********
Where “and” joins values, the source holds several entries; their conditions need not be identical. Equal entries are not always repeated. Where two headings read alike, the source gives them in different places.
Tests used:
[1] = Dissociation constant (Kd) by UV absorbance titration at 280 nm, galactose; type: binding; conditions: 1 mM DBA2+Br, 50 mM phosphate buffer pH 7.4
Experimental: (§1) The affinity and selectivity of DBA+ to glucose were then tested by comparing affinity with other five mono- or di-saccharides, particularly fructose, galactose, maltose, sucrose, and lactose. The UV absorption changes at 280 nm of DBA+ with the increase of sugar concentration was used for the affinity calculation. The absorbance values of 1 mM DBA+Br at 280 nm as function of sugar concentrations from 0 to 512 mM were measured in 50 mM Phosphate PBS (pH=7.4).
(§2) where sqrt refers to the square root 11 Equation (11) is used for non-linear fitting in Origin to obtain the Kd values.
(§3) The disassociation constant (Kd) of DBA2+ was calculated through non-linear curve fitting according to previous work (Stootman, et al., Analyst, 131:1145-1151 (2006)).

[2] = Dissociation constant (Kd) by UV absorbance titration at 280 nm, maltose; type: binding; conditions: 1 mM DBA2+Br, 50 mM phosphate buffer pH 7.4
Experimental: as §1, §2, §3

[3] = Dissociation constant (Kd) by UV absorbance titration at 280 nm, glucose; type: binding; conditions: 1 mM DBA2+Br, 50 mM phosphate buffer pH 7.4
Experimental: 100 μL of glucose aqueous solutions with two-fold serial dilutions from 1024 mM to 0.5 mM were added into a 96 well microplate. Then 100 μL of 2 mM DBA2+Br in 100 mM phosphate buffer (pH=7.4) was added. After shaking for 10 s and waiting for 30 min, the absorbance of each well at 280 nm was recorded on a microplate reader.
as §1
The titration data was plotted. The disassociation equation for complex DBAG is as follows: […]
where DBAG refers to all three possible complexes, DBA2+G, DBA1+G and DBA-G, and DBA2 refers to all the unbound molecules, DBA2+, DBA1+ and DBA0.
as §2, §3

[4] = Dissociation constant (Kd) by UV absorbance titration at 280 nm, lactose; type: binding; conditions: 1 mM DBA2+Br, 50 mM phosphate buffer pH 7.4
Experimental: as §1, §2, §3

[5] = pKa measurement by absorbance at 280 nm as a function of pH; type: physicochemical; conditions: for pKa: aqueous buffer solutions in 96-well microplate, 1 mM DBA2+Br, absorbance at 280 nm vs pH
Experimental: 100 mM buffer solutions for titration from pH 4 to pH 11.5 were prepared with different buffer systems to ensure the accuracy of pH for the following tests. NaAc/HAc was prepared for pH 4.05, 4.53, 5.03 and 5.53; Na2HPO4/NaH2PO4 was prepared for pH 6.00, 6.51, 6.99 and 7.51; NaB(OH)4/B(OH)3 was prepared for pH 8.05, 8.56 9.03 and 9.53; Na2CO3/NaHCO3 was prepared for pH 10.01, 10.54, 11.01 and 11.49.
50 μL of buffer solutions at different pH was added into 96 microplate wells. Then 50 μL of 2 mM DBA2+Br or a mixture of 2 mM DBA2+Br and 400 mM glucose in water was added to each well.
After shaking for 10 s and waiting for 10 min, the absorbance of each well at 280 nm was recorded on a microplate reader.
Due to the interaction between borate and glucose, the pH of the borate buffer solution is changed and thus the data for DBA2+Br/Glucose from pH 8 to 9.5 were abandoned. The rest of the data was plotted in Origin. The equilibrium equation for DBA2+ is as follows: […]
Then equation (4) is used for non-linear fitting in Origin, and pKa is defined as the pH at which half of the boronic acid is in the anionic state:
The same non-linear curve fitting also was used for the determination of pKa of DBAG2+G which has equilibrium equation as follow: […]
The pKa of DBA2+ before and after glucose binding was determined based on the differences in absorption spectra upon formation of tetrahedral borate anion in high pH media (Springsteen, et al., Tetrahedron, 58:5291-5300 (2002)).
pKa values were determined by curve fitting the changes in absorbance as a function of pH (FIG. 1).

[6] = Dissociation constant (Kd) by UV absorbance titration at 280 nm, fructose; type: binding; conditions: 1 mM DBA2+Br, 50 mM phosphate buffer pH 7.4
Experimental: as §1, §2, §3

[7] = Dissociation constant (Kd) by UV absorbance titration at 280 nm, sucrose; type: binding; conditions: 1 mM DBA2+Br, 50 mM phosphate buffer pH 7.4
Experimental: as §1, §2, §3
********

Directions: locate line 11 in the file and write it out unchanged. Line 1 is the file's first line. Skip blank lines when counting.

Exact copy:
as §1